On markers steady - Fairly sober after a drinking bout
On one's ass
On one's ear
- Tipsy. Euphemism for "On one's ass." Also, to "get on one's ear" is to get sloshed. Australian, since circa 1910.
On one's fourth - Very inebriated. British, 1800s.
On one's last legs
On one's oats
On one's way down
On one's way out
On one's way to a good drunk
On sentry
- Refers to the apparently paralyzed stance of a sentry. British, 1800s.
On spree
On the bash
On the bat
On the batter
On the beer
On the bend
On the blink
On the booze
On the bottle
On the cocktail route
- Drinking heavily. The etymology of "cocktail" is uncertain. One hypothesis is that it comes from Aztec "xoctl," after an Aztec maiden who introduced the king to her father's brew. Another theory is that it is derived from French "coquetel," a mixed drink. Still another idea is that its root is Krio "koktel," or scorpion - perhaps because alcohol packs such a "sting." Society use since circa 1934.
On the Cousin Sis - "Cousin Sis" is rhyming slang, a cover-up of "piss." Since circa 1925.
On the cut
On the drink
On the drunk
- Debauching esp. for days on end.
On the edge
On the floor
On the fritz
On the fuddle
On the go
On the grog
- Can mean either intoxicated or habitually drunk. Australian.
On the hoist - Late 1800s to early 1900s.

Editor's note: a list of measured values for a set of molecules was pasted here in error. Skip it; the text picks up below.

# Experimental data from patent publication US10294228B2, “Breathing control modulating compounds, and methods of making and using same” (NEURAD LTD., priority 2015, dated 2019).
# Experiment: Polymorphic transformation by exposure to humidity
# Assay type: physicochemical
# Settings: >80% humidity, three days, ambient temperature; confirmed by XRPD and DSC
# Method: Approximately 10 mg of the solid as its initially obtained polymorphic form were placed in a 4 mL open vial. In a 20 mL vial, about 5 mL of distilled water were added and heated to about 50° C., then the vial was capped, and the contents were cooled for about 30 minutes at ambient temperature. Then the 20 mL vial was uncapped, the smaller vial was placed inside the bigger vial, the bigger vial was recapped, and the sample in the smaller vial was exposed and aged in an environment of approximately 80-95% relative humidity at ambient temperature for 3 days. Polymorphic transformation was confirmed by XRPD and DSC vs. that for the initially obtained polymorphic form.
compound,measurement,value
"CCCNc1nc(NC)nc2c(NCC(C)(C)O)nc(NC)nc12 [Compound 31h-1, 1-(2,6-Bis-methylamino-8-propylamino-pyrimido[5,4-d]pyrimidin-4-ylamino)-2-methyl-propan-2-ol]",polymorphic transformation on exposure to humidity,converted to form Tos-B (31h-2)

On the hops
On the Indian list
- In Canada it is illegal to sell alcohol to Indians from any reserves or settlements. Said person is a hopeless drunkard, esp. one to whom it is forbidden to sell liquor. Cf. "Eighty-six."
On the jug
On the juice
On the kip
On the lee lurch
On the loose
On the merry-go-round
On the muddle
On the oil
On the ooze
- Possibly from "On the booze." Since the 1920s.
On the piss
On the pop
On the racket
On the ramble
On the ramp
- "Ramp" here may be short for "rampage."
On the rampage
On the randan/ran-dan/rantain/ran-tan
? British, mid 1600s to 1800s; still heard in New Zealand.
On the rap - On a bout and tipsy.
On the razzle dazzle
On the re-raw/reeraw
- British, mid 1800s.
On the rocks
On the roof
On the sauce
On the scoop
On the scoot
On the scuttle
On the sentry
On the shicker/shikker
- Yiddish, from Hebrew "shikor," drunk.
On the shout
On the skyte/skite
- On a terrific binge. From a Scottish schoolman's term.
On the spree
On the squiff
- Australian, since circa 1925.
On the stun
On the sway
On the tank
- Drinking beer. British army slang since circa 1890.
On the tiles
On the town
- Because someone celebrating by going to bars often gets at least tipsy.
On the turps
On the water cart
One and thirty
- From the scoring of full points in the old English game of one-and-thirty. 1700s to 1800s.
One brick short of a load
One is a happy camper - In restaurant talk, a "happy camper" is an intoxicated customer.
One is quite the gay drunkard - Here "gay" has its original meaning of "happy."
One of the faithful - See "Religious."
One over (the) eight - "Eight" means eight pints or glasses, a supposed "safe" amount of beer to consume. British army use, appeared in print by 1925.
One over the light
One over the odds
- Variant of "One over the eight."
One sheet in the wind - Tipsy. See "Three sheets in the wind."
One too many
One too many under the belt
One's a regular Indian
- See "On the Indian list."
One's a visiting fireman - Drunk and boisterous, esp. when one is far from home. Because firefighters once had a reputation for getting intoxicated and rowdy. Many groups of people have well-earned reputations for getting drunk and out of control at conventions - for example, recall the Tailhook scandal of the early 1990s.